Light breaking through the clouds from below along the Middle Sam Merrill Trail.

Light breaking through the clouds from below along the Middle Sam Merrill Trail.

When I got below the clouds, the view was clear and expansive. With clouds forming above the mountain but not off in the distance, the nuanced subtle changes in light made the night portion of my hike extra special.

View from the Middle Sam Merrill Trail close to Echo Mountain.

View from the Middle Sam Merrill Trail close to Echo Mountain.

Not being able to predict what I’m going to experience is part of what makes hiking so enjoyable for me. Every hike seams to produce it’s own story. Starting my day with clouds breaking up from Wednesday’s storm and ending it with the arrival of clouds for the storm that started late Thursday night intensified the feeling that I was just able to squeeze this one in–a calm between two storms.

Feeling Better on Vetter Mountain

I’ve been sick with the flu for the past couple weeks. Last Sunday I finally felt good enough to exercise and was joined on a short hike of the Silver Moccasin Trail to Vetter Mountain with my friends Etienne, Camila, and Chloe. Although I was still coughing up mucus (aka lung cookies), it felt fantastic to be in the forest again. Barring any other setbacks, I think I’ll be able to work in two hikes a week for the foreseeable future.

View from Vetter Mountain

View from Vetter Mountain

Whenever I look out and can’t see any peaks from my house because the clouds are too low, there’s a great chance that I can go above the clouds by getting myself up to 4,000 or 5,000 feet. It’s an experience I can’t seem to get enough of and looking down on the clouds made my hike even better. There’s something about deciding to be in different weather by simply going into the mountains that appeals to me–especially on days when I can see the difference. Although I was already tired by the time I made it to Vetter Mountain, I felt so much better physically and mentally than I have in weeks that it was very uplifting to be there (especially with such great friends). Vetter Mountain is a fire lookout (that burned in the Station Fire) and a high point with an expansive 360 degree view towards taller mountains that surround it off in the distance (an unusual view in the San Gabriel Mountains).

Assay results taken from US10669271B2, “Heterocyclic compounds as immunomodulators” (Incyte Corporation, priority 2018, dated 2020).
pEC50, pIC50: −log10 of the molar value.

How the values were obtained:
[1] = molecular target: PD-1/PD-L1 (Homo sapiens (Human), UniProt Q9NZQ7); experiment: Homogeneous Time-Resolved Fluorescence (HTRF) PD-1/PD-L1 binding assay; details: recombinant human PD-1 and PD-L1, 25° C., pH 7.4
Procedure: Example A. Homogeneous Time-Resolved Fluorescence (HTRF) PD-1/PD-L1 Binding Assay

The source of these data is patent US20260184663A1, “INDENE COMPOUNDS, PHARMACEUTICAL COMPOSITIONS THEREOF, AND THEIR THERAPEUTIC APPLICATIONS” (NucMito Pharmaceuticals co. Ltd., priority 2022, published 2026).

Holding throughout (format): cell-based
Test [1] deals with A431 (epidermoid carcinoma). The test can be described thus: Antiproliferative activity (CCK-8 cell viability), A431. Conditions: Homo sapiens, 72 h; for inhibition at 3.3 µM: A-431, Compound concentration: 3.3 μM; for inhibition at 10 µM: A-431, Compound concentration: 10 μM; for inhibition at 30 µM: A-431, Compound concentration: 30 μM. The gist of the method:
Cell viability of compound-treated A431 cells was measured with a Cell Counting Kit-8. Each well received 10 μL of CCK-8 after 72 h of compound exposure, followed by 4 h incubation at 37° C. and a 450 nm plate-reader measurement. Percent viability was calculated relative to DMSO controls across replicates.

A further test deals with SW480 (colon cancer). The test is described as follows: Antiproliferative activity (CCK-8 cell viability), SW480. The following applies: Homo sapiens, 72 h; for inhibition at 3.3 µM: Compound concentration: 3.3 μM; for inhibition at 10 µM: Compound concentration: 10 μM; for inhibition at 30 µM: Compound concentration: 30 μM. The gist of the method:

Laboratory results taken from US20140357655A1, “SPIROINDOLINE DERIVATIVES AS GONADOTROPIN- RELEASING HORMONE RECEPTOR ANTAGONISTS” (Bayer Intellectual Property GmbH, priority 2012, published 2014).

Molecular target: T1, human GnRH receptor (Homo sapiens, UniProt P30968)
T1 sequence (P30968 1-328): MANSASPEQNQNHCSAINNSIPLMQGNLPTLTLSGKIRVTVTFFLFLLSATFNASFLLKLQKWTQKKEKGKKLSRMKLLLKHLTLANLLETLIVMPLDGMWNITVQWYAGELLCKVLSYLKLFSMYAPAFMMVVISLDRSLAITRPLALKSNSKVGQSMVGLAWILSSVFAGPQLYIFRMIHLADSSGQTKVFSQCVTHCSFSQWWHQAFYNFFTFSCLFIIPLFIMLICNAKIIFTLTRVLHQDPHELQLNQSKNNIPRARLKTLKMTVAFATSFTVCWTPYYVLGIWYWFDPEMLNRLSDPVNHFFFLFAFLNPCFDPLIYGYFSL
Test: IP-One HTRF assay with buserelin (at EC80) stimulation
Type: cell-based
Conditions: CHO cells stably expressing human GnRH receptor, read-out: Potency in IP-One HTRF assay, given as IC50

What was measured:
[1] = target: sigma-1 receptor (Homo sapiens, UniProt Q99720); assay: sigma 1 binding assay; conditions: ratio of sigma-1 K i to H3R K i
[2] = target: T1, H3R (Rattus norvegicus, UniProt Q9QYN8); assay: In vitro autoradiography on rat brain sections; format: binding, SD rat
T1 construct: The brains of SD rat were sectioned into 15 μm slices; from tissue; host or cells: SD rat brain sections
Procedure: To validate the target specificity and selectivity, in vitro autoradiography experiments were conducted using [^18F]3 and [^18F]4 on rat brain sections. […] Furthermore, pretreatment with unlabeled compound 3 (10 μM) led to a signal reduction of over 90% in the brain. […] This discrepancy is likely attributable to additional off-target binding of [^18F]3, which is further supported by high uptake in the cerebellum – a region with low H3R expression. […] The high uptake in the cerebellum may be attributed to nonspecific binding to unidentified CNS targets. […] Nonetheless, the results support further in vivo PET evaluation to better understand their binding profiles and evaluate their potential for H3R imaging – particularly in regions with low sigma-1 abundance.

View toward the Mt. Wilson Crest including Occidental Peak, Mt. Markham, San Gabriel Peak, Mt. Disappointment, and Mt. Deception from the Silver Moccasin Trail.

View toward the Mt. Wilson Crest including Occidental Peak, Mt. Markham, San Gabriel Peak, Mt. Disappointment, and Mt. Deception from the Silver Moccasin Trail.

From the summit and along the Silver Moccasin Trail, there are views of so many of the peaks I plan to hike (from Mt. Wilson to Mt. Baldy) this year that I began planning out my training to get ready to hike the High Sierra Trail in July. In addition to distance and gain, a key consideration is season. For example, the stretch of the Silver Moccasin trail I was hiking was extensively burned by the Station Fire and has no shade making it a hike for cool days only. I found myself hoping that we would get some snow. This has been another very dry winter so far in Southern California. With that in mind, it was nice to see some water flowing in Tujunga Creek.

Tujunga Creek crossing along the Silver Moccasin Trail.

Tujunga Creek crossing along the Silver Moccasin Trail.